[Athen] [Access Technologists Higher Education Network] Evelyn Wood Would be Proud

Dann Berkowitz dann at digilifemedia.biz
Fri Oct 17 09:09:22 PDT 2008


Interesting posting in the Chronicle of Higher Education Wired-Campus Blog about students watching video lectures in fast forward .

Some professors report that when their students are reviewing class materials, the students speed up online recordings of lectures and zip through hour-long presentations in as little as 30 minutes. Sure, their professors sound like chipmunks. But the students say they can absorb the information faster than the professors deliver it. As per usual with this blog, the comments make even better reading than the initial posting with discussion back and forth regarding how sensible it is to belive that students really can improve their comprehension level by viewing or listening to lectures and other course materials at high playback speed. Several folks from the disability services realm (especially from those experienced in working with the Blind and visually impaired) report the high speed at which users of JAWS and other screenreaders rev up their playback.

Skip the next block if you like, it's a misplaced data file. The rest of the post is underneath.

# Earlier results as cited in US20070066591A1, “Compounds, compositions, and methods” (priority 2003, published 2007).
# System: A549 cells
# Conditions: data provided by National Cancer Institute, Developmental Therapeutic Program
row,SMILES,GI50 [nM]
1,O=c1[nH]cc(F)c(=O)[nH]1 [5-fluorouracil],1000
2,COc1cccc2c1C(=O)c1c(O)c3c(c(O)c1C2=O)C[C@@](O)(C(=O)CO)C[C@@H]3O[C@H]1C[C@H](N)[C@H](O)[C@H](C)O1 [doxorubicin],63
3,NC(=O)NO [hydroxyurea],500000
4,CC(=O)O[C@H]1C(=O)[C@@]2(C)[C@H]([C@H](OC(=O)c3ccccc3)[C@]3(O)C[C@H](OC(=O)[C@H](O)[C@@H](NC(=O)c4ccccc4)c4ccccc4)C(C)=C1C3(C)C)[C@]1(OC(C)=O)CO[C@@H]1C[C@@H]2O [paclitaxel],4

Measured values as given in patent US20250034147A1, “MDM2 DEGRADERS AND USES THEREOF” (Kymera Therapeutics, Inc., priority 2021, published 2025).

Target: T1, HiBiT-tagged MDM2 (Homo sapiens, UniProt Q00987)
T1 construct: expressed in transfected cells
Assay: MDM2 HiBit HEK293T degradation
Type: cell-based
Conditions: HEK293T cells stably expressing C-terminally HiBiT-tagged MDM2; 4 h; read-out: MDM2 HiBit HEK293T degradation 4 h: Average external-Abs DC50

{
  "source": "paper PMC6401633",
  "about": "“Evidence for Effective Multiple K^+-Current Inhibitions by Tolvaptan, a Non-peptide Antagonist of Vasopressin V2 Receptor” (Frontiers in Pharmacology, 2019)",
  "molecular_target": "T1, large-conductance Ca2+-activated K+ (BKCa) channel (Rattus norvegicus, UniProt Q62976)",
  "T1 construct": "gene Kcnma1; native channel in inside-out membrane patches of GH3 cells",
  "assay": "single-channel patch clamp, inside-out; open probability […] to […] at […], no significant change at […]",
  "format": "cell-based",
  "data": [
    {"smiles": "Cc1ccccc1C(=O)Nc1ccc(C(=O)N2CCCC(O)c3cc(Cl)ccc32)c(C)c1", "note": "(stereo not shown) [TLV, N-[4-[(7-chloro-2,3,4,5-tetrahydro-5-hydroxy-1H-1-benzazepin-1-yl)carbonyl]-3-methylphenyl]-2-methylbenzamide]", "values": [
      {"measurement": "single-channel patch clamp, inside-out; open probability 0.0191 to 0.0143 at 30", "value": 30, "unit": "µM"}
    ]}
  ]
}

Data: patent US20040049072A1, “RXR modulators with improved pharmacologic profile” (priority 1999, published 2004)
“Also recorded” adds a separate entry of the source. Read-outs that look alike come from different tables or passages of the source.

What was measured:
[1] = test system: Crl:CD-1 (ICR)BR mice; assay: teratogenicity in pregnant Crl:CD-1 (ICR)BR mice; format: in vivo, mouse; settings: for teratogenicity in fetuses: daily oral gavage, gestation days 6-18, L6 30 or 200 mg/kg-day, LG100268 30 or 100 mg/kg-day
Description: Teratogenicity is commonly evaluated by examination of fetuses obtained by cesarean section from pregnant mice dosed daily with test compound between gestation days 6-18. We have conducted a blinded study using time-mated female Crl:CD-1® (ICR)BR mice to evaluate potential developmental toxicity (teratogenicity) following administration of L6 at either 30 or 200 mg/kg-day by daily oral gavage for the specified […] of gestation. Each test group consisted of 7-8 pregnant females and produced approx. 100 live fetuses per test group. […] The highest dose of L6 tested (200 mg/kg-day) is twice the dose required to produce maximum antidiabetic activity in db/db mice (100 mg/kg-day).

Several supporting articles and papers are linked from the comments section, including and article from the New York Times , a paper (in PDF format) presented to an institutional Instructional Design Center , and a link to a blog with similar information . As can be expected, there are numerous detractors posting comments and it should be recognized that ' speed listening ' is not going to be equally effective for everyone, but it is at least worth a try.

I have some personal experience with speed listening in that my friend and business partner swears by it and has gotten me trying it as well. from the time he discovered DAISY Talking Books he starts the semester by listening to all of his books at high speed once thru. In his words this provides an overview of the material and sets and outline of sorts in his mind. Later on, when he reads for specific assignyemts, he slows the rate down and listens more intently. What he has found personally is that his comprehension of the reading material skyrockets. This is especially true when he is able to view the text on screen as well as listen audibly.

Posted By D. Berkowitz to Access Technologists Higher Education Network at 10/17/2008 08:56:00 AM
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